Sir, I was extremely interested in Capt. Moon’s article on “Diesel Engines for Sports Cars,” as I have had considerable experience of compression ignition power
units in road vehicles.
I have always understood that, owing to the fine limits to which fuel pumps and injectors have to be made, the cost of the injection apparatus alone is almost as much as that of a comparable petrol engine.
The above refers to engines of at least 3to 5-litre capacity, and if a smaller engine was required, even finer limits might be necessary with a corresponding increase in cost. I believe that it is necessary to run a C.I.-engined car for at least 40,000 miles a year before the saving in fuel cost nullifies the increased outlay on the engine.
Some of the C.I. engines I have driven were reasonably smooth at normal speeds, but nearly all had a bad vibration period usually arranged to coincide with tickover. Their chief advantage was that they were infinitely more reliable than the petrol engines they replaced, and for heavy goods or passenger vehicles the fuel saving was considerable.
Perhaps the following example of the saving effected by changing over to C.I. engines may interest your readers.
A fleet of public service vehicles-26and 32-seaters—were originally fitted with normal petrol engines of a very reputable make. The engines were governed to a maximum of 2,100 r.p.m., at which speed they developed approximately 60 b.h.p. The back axle ratio was 6.25 to 1 and maximum road speed 38 m.p.h. Petrol consumption averaged 8-10 m.p.g., and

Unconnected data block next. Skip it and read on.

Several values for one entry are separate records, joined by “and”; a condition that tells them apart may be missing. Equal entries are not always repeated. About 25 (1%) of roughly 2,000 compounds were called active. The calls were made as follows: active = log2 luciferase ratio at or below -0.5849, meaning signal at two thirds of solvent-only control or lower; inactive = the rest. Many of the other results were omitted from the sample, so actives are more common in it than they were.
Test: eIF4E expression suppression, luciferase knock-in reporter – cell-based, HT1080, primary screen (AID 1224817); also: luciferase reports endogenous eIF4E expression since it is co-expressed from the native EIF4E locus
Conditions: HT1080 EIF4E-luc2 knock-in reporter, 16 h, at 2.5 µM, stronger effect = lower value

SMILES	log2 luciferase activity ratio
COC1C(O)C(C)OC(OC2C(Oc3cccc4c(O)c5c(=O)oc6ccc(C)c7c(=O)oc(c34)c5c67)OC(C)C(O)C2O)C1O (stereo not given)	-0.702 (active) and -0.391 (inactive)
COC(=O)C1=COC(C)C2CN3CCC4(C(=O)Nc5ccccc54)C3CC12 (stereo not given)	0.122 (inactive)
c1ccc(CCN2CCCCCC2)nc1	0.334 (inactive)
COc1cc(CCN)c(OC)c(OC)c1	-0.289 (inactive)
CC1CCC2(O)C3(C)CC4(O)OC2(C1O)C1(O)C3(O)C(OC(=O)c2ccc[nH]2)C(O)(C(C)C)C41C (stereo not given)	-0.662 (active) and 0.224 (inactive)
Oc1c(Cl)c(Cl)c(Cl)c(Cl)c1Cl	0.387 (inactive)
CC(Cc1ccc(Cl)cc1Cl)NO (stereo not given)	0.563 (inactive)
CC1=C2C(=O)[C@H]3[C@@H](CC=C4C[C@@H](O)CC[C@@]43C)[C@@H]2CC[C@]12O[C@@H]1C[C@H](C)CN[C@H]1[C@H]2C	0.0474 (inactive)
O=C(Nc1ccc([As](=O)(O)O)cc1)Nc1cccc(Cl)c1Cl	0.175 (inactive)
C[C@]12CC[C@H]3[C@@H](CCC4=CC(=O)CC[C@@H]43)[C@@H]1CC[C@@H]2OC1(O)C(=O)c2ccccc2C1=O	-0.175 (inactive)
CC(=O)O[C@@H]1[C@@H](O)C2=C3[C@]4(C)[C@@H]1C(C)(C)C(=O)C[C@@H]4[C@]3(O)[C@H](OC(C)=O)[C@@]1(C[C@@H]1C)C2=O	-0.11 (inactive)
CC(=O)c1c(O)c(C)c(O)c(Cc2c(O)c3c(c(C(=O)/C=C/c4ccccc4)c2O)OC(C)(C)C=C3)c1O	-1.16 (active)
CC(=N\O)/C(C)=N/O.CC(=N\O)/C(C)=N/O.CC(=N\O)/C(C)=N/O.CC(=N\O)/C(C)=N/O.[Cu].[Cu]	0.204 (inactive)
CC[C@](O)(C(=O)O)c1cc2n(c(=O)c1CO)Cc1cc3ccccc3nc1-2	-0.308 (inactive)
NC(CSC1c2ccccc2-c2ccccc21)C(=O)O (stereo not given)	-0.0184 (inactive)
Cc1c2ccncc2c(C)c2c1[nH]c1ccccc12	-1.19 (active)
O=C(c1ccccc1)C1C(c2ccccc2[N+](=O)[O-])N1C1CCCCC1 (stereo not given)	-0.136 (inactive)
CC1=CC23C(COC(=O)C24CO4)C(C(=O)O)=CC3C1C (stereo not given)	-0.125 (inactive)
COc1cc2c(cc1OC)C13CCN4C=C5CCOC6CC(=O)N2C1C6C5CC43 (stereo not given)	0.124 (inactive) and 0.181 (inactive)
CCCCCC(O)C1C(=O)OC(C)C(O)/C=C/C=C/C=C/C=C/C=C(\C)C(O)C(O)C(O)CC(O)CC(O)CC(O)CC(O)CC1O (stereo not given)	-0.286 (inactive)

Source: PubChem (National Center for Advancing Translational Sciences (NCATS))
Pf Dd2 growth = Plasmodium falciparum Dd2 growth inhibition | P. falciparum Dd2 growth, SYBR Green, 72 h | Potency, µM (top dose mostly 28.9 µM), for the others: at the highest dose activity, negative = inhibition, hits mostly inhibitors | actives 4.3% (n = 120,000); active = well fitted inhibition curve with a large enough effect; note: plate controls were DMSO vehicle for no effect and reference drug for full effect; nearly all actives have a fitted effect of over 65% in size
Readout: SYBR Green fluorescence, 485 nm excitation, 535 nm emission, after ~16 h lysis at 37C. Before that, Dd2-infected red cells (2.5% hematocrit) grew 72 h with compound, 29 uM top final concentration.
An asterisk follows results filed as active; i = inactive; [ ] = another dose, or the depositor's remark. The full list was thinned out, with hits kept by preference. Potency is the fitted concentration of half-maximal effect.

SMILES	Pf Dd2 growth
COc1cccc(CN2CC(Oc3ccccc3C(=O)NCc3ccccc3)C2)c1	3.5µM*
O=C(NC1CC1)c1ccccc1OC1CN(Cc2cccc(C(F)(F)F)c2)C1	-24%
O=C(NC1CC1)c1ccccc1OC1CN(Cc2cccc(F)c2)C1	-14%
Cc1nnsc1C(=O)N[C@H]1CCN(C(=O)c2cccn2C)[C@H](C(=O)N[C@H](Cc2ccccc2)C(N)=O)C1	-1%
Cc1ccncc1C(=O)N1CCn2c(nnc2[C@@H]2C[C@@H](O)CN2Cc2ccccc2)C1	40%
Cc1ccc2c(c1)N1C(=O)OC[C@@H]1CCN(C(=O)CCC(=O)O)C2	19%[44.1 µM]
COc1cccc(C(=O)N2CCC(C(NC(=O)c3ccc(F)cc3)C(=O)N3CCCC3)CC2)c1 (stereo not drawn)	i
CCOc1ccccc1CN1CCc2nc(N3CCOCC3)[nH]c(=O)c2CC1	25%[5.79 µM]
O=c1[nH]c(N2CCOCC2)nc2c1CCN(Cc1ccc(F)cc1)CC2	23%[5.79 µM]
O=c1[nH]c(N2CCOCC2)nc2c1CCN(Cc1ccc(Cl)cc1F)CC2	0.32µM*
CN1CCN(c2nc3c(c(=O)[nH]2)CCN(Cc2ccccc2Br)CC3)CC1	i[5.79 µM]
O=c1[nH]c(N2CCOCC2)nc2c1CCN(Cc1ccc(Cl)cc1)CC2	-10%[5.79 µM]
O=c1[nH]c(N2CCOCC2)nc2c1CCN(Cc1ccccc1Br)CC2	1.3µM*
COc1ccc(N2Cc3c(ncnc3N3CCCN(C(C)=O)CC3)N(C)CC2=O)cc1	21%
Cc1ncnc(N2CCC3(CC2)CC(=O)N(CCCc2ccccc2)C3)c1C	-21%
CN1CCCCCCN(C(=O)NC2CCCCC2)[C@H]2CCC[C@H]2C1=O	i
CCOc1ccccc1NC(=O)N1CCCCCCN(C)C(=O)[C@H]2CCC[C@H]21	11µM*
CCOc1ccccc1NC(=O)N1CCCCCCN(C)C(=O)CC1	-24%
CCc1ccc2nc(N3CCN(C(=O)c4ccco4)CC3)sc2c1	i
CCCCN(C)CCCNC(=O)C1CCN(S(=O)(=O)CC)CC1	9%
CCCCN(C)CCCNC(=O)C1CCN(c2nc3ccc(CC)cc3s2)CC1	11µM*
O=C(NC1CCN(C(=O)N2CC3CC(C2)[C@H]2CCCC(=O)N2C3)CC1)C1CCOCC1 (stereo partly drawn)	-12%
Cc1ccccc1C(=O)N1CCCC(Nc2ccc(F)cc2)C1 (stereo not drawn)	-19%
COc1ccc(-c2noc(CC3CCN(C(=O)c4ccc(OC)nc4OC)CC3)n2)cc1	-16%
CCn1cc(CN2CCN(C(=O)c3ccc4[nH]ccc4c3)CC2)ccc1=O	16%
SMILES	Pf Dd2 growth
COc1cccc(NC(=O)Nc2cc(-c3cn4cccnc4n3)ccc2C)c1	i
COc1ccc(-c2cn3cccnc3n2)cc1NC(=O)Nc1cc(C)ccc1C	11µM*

at times oil consumption was such that it was necessary to top up the sump during the day’s run of 250-300 miles. These engines were replaced by Gardner oil engines developing 68 b.h.p. at 1,750 r.p.m., and the axle ratio raised to 5.5 to 1, which gave approximately the same
road speed as before, 38 m.p.h. The improvement in performance was incredible—hills which formerly required 2nd gear were climbed on top, and owing to the increased torque at low revs., the pick-up was improved.
The petrol engines had required fairly frequent valve grinding and decarbonising, but the oil engines did 40,000 miles between top overhauls and 180,000 before re-sleeving became necessary. The inereased reliability and freedom from ignition troubles, etc., was very marked, and it was indeed rare for a vehicle to be held up on the road with any form of engine failure. As a matter of fact, I cannot recall a single instance of bearing failure in the fleet over a period of six or seven years. These engines, which were installed in 1933, are still going strong after 12 years of hard work, which speaks for itself.
From the operator’s point of view the fuel saving was amazing. With a greatly improved road performance the fuel consumption averaged 18 to 20 m.p.g. of fuel oil against the 8 to 10 m.p.g. with the petrol engines, an improvement of 100 per cent. Oil consumption was slightly less, the vehicles requiring no topping-up of sump while on the road. Starting from cold presented no difficulty despite the fact that no electric starters werq fitted. A decompressor lever lifted the inlet valves and enabled one to swing the engine by hand. When the engine was turning nicely, release of the decompressor resulted in a certain start. With a very cold, new engine, where sufficient cranking speed could not be obtained by hand, I found the following method very effective :— A piece of rope was looped round the starting handle, which was engaged at about the 8 o’clock position, and with one man on the handle and one or two on the rope, the engine was pulled over full